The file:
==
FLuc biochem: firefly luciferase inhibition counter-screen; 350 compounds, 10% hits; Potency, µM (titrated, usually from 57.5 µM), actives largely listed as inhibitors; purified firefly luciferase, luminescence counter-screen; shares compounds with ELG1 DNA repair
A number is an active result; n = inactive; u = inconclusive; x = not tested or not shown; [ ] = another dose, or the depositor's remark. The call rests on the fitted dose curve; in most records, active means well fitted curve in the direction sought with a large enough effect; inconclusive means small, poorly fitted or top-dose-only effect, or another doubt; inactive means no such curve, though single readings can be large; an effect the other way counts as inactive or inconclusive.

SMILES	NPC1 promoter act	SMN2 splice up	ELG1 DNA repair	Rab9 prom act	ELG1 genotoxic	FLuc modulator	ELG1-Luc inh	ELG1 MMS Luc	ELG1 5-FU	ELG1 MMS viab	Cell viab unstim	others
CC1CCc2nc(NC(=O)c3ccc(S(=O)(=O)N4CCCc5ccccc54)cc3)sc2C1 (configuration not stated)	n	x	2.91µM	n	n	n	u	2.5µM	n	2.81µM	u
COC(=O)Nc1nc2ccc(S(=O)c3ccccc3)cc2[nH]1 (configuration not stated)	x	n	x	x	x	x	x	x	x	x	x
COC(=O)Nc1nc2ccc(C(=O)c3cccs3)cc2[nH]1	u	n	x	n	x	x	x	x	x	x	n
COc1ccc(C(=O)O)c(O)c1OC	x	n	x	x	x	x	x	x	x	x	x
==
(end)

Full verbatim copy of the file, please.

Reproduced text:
FLuc biochem: firefly luciferase inhibition counter-screen; 350 compounds, 10% hits; Potency, µM (titrated, usually from 57.5 µM), actives largely listed as inhibitors; purified firefly luciferase, luminescence counter-screen; shares compounds with ELG1 DNA repair
A number is an active result; n = inactive; u = inconclusive; x = not tested or not shown; [ ] = another dose, or the depositor's remark. The call rests on the fitted dose curve; in most records, active means well fitted curve in the direction sought with a large enough effect; inconclusive means small, poorly fitted or top-dose-only effect, or another doubt; inactive means no such curve, though single readings can be large; an effect the other way counts as inactive or inconclusive.

SMILES	NPC1 promoter act	SMN2 splice up	ELG1 DNA repair	Rab9 prom act	ELG1 genotoxic	FLuc modulator	ELG1-Luc inh	ELG1 MMS Luc	ELG1 5-FU	ELG1 MMS viab	Cell viab unstim	others
CC1CCc2nc(NC(=O)c3ccc(S(=O)(=O)N4CCCc5ccccc54)cc3)sc2C1 (configuration not stated)	n	x	2.91µM	n	n	n	u	2.5µM	n	2.81µM	u
COC(=O)Nc1nc2ccc(S(=O)c3ccccc3)cc2[nH]1 (configuration not stated)	x	n	x	x	x	x	x	x	x	x	x
COC(=O)Nc1nc2ccc(C(=O)c3cccs3)cc2[nH]1	u	n	x	n	x	x	x	x	x	x	n
COc1ccc(C(=O)O)c(O)c1OC	x	n	x	x	x	x	x	x	x	x	x